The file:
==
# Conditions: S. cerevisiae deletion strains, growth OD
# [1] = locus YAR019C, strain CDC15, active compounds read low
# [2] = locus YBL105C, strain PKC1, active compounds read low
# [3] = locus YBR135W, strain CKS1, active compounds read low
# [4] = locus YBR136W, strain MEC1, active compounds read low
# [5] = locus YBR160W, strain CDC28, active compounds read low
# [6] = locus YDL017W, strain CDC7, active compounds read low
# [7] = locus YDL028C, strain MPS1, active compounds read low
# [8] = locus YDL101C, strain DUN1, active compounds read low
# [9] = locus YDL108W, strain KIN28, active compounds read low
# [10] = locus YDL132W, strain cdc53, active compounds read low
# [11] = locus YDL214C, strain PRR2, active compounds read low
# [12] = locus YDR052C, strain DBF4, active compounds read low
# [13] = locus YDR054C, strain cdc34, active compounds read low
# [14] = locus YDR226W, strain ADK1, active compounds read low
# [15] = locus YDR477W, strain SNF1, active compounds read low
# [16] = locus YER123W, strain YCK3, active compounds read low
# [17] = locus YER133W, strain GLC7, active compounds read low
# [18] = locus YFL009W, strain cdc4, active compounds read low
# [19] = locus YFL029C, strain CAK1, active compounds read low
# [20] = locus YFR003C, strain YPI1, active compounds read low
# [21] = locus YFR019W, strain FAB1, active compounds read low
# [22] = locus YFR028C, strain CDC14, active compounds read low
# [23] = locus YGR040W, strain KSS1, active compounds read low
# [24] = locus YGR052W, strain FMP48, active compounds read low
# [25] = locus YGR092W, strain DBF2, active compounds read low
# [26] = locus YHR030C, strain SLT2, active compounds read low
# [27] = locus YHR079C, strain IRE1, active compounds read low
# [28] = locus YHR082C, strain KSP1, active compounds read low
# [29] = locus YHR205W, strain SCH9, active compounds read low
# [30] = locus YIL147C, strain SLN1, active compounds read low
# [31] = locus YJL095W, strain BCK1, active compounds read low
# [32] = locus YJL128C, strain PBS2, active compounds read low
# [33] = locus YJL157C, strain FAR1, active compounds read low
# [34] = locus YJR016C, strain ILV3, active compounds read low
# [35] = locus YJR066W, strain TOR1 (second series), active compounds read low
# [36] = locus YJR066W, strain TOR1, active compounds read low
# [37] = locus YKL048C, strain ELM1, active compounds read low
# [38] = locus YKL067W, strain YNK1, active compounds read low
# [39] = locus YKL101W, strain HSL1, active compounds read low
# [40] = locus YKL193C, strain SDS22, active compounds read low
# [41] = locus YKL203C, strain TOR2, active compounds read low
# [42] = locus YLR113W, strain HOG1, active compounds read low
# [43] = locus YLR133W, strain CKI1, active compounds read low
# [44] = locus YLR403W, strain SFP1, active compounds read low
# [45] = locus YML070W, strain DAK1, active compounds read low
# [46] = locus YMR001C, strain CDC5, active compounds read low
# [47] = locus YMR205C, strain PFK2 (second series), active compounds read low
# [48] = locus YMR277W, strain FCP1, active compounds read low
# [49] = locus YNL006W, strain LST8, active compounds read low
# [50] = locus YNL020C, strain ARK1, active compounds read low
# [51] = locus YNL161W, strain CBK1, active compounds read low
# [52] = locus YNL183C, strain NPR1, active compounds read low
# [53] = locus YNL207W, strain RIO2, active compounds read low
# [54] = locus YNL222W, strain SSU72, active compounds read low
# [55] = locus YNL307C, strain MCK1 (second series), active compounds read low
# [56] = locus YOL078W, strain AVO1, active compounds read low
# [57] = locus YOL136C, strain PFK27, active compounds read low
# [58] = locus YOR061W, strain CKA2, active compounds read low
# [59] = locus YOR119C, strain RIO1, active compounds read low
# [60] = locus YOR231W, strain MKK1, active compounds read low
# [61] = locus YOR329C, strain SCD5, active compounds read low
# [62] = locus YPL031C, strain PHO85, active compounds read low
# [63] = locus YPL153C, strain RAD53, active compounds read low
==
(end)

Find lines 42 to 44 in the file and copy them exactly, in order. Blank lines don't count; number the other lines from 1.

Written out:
# [41] = locus YKL203C, strain TOR2, active compounds read low
# [42] = locus YLR113W, strain HOG1, active compounds read low
# [43] = locus YLR133W, strain CKI1, active compounds read low